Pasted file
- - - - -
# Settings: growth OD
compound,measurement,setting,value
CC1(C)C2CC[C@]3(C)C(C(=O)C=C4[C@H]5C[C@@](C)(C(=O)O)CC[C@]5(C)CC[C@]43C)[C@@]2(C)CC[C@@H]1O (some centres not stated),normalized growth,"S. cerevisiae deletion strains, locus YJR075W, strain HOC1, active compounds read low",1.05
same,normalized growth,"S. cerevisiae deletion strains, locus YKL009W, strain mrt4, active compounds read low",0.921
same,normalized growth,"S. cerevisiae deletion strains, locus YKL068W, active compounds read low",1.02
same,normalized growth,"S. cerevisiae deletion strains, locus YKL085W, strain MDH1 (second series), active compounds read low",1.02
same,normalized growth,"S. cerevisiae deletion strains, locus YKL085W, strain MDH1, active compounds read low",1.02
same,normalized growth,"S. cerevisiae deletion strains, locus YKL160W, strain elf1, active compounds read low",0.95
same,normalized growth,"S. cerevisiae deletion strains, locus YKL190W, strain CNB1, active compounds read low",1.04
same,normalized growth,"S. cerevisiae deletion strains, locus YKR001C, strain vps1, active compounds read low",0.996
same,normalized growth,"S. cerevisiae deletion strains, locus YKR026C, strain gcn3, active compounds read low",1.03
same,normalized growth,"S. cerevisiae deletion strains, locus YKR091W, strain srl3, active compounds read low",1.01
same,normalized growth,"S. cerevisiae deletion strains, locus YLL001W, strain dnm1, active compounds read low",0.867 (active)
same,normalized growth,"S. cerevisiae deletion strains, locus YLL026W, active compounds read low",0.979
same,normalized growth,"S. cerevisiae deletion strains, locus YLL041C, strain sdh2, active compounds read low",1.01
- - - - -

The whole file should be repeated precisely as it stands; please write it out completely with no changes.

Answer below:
# Settings: growth OD
compound,measurement,setting,value
CC1(C)C2CC[C@]3(C)C(C(=O)C=C4[C@H]5C[C@@](C)(C(=O)O)CC[C@]5(C)CC[C@]43C)[C@@]2(C)CC[C@@H]1O (some centres not stated),normalized growth,"S. cerevisiae deletion strains, locus YJR075W, strain HOC1, active compounds read low",1.05
same,normalized growth,"S. cerevisiae deletion strains, locus YKL009W, strain mrt4, active compounds read low",0.921
same,normalized growth,"S. cerevisiae deletion strains, locus YKL068W, active compounds read low",1.02
same,normalized growth,"S. cerevisiae deletion strains, locus YKL085W, strain MDH1 (second series), active compounds read low",1.02
same,normalized growth,"S. cerevisiae deletion strains, locus YKL085W, strain MDH1, active compounds read low",1.02
same,normalized growth,"S. cerevisiae deletion strains, locus YKL160W, strain elf1, active compounds read low",0.95
same,normalized growth,"S. cerevisiae deletion strains, locus YKL190W, strain CNB1, active compounds read low",1.04
same,normalized growth,"S. cerevisiae deletion strains, locus YKR001C, strain vps1, active compounds read low",0.996
same,normalized growth,"S. cerevisiae deletion strains, locus YKR026C, strain gcn3, active compounds read low",1.03
same,normalized growth,"S. cerevisiae deletion strains, locus YKR091W, strain srl3, active compounds read low",1.01
same,normalized growth,"S. cerevisiae deletion strains, locus YLL001W, strain dnm1, active compounds read low",0.867 (active)
same,normalized growth,"S. cerevisiae deletion strains, locus YLL026W, active compounds read low",0.979
same,normalized growth,"S. cerevisiae deletion strains, locus YLL041C, strain sdh2, active compounds read low",1.01